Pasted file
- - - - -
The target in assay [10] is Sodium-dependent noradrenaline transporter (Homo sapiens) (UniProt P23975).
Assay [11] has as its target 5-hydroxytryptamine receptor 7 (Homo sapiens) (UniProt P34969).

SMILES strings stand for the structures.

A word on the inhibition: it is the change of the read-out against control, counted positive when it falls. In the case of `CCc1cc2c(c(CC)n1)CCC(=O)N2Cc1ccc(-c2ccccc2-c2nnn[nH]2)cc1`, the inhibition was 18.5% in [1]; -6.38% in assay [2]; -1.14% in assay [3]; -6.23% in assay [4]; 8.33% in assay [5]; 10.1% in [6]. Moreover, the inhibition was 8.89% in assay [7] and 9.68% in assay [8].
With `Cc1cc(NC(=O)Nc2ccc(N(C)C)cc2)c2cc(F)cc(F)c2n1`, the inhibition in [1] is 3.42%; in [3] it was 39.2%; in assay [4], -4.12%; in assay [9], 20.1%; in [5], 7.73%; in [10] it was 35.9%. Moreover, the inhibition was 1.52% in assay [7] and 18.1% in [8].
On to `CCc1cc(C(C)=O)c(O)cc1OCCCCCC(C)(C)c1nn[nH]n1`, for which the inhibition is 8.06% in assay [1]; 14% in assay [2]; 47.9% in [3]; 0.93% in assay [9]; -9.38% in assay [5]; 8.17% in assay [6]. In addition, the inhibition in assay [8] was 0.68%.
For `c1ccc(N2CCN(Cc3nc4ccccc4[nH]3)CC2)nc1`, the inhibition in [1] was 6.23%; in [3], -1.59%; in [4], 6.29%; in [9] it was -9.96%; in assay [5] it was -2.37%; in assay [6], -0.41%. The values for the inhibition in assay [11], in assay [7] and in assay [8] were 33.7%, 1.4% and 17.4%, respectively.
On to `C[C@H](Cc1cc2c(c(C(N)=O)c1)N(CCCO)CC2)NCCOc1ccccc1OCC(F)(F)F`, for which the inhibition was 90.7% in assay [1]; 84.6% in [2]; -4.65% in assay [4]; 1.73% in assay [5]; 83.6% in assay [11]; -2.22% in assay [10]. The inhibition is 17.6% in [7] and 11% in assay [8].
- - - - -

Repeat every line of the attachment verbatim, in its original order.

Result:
The target in assay [10] is Sodium-dependent noradrenaline transporter (Homo sapiens) (UniProt P23975).
Assay [11] has as its target 5-hydroxytryptamine receptor 7 (Homo sapiens) (UniProt P34969).

SMILES strings stand for the structures.

A word on the inhibition: it is the change of the read-out against control, counted positive when it falls. In the case of `CCc1cc2c(c(CC)n1)CCC(=O)N2Cc1ccc(-c2ccccc2-c2nnn[nH]2)cc1`, the inhibition was 18.5% in [1]; -6.38% in assay [2]; -1.14% in assay [3]; -6.23% in assay [4]; 8.33% in assay [5]; 10.1% in [6]. Moreover, the inhibition was 8.89% in assay [7] and 9.68% in assay [8].
With `Cc1cc(NC(=O)Nc2ccc(N(C)C)cc2)c2cc(F)cc(F)c2n1`, the inhibition in [1] is 3.42%; in [3] it was 39.2%; in assay [4], -4.12%; in assay [9], 20.1%; in [5], 7.73%; in [10] it was 35.9%. Moreover, the inhibition was 1.52% in assay [7] and 18.1% in [8].
On to `CCc1cc(C(C)=O)c(O)cc1OCCCCCC(C)(C)c1nn[nH]n1`, for which the inhibition is 8.06% in assay [1]; 14% in assay [2]; 47.9% in [3]; 0.93% in assay [9]; -9.38% in assay [5]; 8.17% in assay [6]. In addition, the inhibition in assay [8] was 0.68%.
For `c1ccc(N2CCN(Cc3nc4ccccc4[nH]3)CC2)nc1`, the inhibition in [1] was 6.23%; in [3], -1.59%; in [4], 6.29%; in [9] it was -9.96%; in assay [5] it was -2.37%; in assay [6], -0.41%. The values for the inhibition in assay [11], in assay [7] and in assay [8] were 33.7%, 1.4% and 17.4%, respectively.
On to `C[C@H](Cc1cc2c(c(C(N)=O)c1)N(CCCO)CC2)NCCOc1ccccc1OCC(F)(F)F`, for which the inhibition was 90.7% in assay [1]; 84.6% in [2]; -4.65% in assay [4]; 1.73% in assay [5]; 83.6% in assay [11]; -2.22% in assay [10]. The inhibition is 17.6% in [7] and 11% in assay [8].